That the United Kingdom will collapse is a foregone conclusion. Sooner or later, all states do collapse, and ramshackle, asymmetric dynastic amalgamations are more vulnerable than cohesive nation states. Only the ‘how’ and the ‘when’ are mysteries of the future.
So writes Norman Davies in his book Vanished Kingdoms, in a discomfiting (for Unionists), perhaps prophetic (Scottish nationalists will hope), section on the centrifugal forces that have been tearing apart the former United Kingdom of Britain and Ireland over the past century or so. Davies continues:
An exhaustive study of the many pillars on which British power and prestige were built – ranging from the monarchy, the Royal Navy and the Empire to the Protestant Ascendancy, the Industrial Revolution, Parliament and Sterling – indicated that all without exception were in decline; some were already defunct, others seriously diminished or debilitated; it suggests that the last act may come sooner rather than later. (p.679)
Whether Davies (writing in 2011) predicted that it could come as soon as a week next Thursday is doubtful, but over the past few days English complacency about the Scottish referendum on Thursday 18 September has been shaken by polls appearing to show momentum building for supporters of Scottish independence – even if, as yet, no opinion poll shows the Yes side with a lead over the Noes.
But even if (as still remains more likely than not) Scotland votes to remain in the Union, Davies would argue that this would merely be postponing the inevitable. Part of the problem is that New Labour left the process of devolution and decentralisation half-finished: Scotland, Wales and Northern Ireland were given varying degrees of autonomy, but attempts at creating regional democracy in England foundered. The result has:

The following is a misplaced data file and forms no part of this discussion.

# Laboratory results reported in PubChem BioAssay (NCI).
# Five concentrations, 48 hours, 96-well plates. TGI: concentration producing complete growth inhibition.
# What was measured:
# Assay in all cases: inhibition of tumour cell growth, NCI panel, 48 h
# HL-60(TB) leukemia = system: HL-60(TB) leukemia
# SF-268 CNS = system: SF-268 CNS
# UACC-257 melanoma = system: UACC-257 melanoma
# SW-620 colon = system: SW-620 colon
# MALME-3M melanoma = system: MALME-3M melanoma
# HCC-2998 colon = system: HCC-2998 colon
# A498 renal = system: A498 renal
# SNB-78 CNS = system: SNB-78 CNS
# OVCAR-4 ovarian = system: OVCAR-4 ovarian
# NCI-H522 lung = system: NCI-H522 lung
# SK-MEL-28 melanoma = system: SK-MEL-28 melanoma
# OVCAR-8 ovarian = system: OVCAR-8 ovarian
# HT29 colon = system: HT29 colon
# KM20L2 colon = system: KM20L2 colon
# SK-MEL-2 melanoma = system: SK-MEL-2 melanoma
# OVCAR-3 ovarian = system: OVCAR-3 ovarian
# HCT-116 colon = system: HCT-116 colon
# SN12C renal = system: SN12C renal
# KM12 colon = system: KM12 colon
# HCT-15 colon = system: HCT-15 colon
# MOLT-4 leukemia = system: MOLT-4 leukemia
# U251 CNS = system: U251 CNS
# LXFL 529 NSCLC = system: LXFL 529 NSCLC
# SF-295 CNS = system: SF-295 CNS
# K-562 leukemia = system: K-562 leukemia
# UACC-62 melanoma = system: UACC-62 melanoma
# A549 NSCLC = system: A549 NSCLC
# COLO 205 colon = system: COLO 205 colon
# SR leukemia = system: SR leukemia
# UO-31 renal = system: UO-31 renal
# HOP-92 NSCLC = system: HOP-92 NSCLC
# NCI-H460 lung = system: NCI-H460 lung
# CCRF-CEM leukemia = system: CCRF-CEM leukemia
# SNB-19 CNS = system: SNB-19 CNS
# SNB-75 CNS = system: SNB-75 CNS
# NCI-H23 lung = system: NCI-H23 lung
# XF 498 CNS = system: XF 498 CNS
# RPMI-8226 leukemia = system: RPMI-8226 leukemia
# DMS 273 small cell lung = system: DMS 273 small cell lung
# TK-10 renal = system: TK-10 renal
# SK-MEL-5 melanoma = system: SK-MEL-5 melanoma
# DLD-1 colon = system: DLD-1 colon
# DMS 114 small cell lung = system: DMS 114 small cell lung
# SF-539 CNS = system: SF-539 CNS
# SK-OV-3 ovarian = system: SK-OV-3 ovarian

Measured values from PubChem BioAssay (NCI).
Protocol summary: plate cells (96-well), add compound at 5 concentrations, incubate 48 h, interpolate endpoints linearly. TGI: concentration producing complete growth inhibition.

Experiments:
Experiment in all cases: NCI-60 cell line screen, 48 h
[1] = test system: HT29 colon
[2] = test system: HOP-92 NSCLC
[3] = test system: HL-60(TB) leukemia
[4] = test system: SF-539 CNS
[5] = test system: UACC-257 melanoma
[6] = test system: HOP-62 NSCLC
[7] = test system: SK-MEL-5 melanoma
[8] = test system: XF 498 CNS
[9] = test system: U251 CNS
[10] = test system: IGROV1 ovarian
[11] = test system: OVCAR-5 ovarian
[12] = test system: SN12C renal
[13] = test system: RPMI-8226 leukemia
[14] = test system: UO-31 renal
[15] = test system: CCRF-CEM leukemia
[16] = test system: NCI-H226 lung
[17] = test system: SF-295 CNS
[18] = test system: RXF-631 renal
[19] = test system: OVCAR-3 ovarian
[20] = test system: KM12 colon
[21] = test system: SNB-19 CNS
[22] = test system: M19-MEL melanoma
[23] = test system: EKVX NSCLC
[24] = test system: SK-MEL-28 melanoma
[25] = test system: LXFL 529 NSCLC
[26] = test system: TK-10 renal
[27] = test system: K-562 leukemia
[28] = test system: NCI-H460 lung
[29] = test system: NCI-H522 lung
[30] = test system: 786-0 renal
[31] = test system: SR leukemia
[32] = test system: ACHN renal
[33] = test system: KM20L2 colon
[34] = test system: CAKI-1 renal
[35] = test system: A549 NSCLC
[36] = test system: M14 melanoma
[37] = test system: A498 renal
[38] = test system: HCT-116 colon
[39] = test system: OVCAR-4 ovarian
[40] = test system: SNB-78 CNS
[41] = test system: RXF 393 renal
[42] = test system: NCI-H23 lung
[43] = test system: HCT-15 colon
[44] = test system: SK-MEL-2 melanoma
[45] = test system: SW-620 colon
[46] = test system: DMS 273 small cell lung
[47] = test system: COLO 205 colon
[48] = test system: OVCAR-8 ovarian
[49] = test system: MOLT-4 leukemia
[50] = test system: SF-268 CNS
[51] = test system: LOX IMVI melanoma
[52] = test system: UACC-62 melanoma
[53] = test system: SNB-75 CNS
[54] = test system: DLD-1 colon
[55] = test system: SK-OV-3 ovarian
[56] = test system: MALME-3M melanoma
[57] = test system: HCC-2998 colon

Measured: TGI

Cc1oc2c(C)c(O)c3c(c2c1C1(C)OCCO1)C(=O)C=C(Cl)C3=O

left the political architecture of the United Kingdom in the early twenty-first century inherently unbalanced. Scotland, Wales and Northern Ireland cannot develop any sense of equality with their over-mighty English partner; and the English have little incentive to address the inbuilt instability. The kingdom is not well prepared for the next turn of the tide; resentments grow, and solidarity is sapped. (p.680)
Maybe a narrow No vote will finally jolt the English into addressing this imbalance, but I remain sceptical: Westminster will be reluctant to diminish its power and importance. And a No vote will increase the centrifugal forces in one respect at least: it is inevitable that Scotland will be given a much greater degree of devolution than it has now – and, as Davies observes, the history of states such as Austria-Hungary shows that “life in autonomous provinces provides a school for separatists.”
Davies also foresees that the departure of Scotland will push the residual UK towards further disintegration:
When Scotland departs, a crestfallen England – frustrated, diminished and shorn of its great-power pretensions – will be left in the company of two far smaller dependencies. Resultant discomforts will grow sharply. (pp.683f.)
Davies predicts what we might call a “Celtic realignment” between Dublin, Belfast and Edinburgh, leaving Wales “standing alone with England” – though with even its departure “only … a matter of time” (though this, as it happens, is the part of Davies’ argument about which I’m most sceptical). As Davies concludes:
The Welsh, who once were the original Britons, would end up being the last of the Britons.
Sombre stuff (if you’re English!), and perhaps we’re not quite there yet. But Davies’ sketch of Britain’s future unravelling does bring home how even a No vote will not be the end of the matter – and how the biggest threat to the United Kingdom is not Scottish or Welsh separatism, but English centralism.